Once the interface 661 is selected, the message 215 is loaded into the preprocessor 660, and the preprocessor 660 calls the state management subsystem 670 and sets the message's state to submitted in column 676, and enters its document ID 674 in column 675 of the state management table 671. The preprocessor 660 also passes a copy of the message to an archive table 665. The preprocessor 660 then checks the type of message that has been submitted. If the message 215 is of a type where it is necessary to wait for a parent document or record (e.g. an address where it is known that the parent customer must exist) the preprocessor 660 writes an entry 673 into a wait state table 672 for the message. This entry 673 indicates that the state management system 670 will wait for the parent document or message to be created before allowing the child message to post. This entry includes a document ID 674, an entry for the channel the message will take 677, and information regarding the waiting conditioned in column 678. Depending on the performance of the system 670, a check can be made of the destination application 641 to see if the parent already exists, but this check is not necessary. The preprocessor 660 is configured to identify from the message the required entities that must exist prior to posting the message. This information is then written to the wait state table 672 as part of entry 673. The entry 673 defines the waiting parameters 678 for the message.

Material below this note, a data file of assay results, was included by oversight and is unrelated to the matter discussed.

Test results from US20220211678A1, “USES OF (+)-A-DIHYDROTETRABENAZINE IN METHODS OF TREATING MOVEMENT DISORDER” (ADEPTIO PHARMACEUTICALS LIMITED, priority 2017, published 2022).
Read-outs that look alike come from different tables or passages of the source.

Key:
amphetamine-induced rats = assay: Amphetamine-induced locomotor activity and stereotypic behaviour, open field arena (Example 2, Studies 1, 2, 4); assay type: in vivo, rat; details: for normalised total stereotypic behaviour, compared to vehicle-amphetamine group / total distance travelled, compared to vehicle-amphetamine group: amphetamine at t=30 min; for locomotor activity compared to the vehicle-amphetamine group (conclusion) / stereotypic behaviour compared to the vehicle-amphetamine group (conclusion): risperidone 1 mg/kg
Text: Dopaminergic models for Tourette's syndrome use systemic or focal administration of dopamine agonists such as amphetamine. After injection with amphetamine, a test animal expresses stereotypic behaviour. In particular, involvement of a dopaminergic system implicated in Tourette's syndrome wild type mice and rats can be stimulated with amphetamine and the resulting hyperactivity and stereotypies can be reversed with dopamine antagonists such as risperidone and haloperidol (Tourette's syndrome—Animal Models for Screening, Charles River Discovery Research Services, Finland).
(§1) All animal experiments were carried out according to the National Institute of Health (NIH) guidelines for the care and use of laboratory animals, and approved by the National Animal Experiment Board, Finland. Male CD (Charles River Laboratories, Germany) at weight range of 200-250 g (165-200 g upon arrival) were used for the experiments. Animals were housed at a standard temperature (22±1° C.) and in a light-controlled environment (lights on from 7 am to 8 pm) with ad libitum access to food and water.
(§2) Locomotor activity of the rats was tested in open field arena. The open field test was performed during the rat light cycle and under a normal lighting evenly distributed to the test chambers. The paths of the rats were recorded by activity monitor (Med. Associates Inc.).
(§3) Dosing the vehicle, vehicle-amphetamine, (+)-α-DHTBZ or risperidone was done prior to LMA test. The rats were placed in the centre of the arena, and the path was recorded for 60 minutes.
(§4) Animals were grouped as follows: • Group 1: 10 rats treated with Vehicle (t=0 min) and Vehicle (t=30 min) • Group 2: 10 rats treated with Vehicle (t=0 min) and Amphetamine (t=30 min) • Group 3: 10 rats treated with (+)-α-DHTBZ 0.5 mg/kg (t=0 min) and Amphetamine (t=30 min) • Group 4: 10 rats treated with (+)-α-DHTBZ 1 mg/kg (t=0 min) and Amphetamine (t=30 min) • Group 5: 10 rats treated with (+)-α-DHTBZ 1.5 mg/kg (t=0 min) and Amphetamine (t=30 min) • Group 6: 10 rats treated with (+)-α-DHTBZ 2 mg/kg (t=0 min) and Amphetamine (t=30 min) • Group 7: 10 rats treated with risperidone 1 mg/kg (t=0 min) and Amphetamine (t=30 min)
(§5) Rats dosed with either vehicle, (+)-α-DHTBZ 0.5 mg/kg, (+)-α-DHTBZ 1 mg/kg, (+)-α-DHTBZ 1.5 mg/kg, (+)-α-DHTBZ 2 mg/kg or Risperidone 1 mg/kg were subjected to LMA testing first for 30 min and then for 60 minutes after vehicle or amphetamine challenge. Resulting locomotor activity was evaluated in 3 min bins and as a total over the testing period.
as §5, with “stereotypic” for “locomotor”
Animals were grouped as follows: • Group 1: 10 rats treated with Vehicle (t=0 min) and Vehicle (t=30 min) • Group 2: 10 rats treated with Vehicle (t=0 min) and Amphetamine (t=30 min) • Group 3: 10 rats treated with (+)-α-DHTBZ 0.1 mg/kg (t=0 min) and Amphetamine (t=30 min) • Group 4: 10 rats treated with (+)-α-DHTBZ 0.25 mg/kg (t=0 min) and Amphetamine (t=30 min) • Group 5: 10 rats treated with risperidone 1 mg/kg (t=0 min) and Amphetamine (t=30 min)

The wait state table 672 can include a variety of waiting parameters 678. For example, a message 215 can be entered into the wait state table 672 if it is dependent upon an event happening, such as a customer waiting for a specific type of shipping. In this example the shipping type entities must be created before the customer's order can be posted.

Messages can be placed into the wait state table 672, and not released for posting based on a publication order. For example, a message with a timestamp of 3 cannot be posted until messages having timestamps 1 and 2 have posted. In determining the order in which a series of messages should be published, the preprocessor 660 first checks for any explicit ordering information, such as priority information or incremental ordinals contained in the message 215. If an explicit ordering is not present, the preprocessor 660 will order the messages based upon the timestamp for when the message 215 was first published to the messaging service 600. This order information can also be stored in an order table 692. Finally messages can be placed in the wait state table 672, and not allowed to post based upon a user defined set of parameters.

The wait state table 672 also contains information as to which channel in the channels 620 the message is to be submitted for transformation. As a message 215 can be submitted through multiple channels 620, each associated channel 620 has its own individual wait state entry 673 in the table 672. This multiple entry for the same message 215 is used because different channels may have different orders and may receive information differently.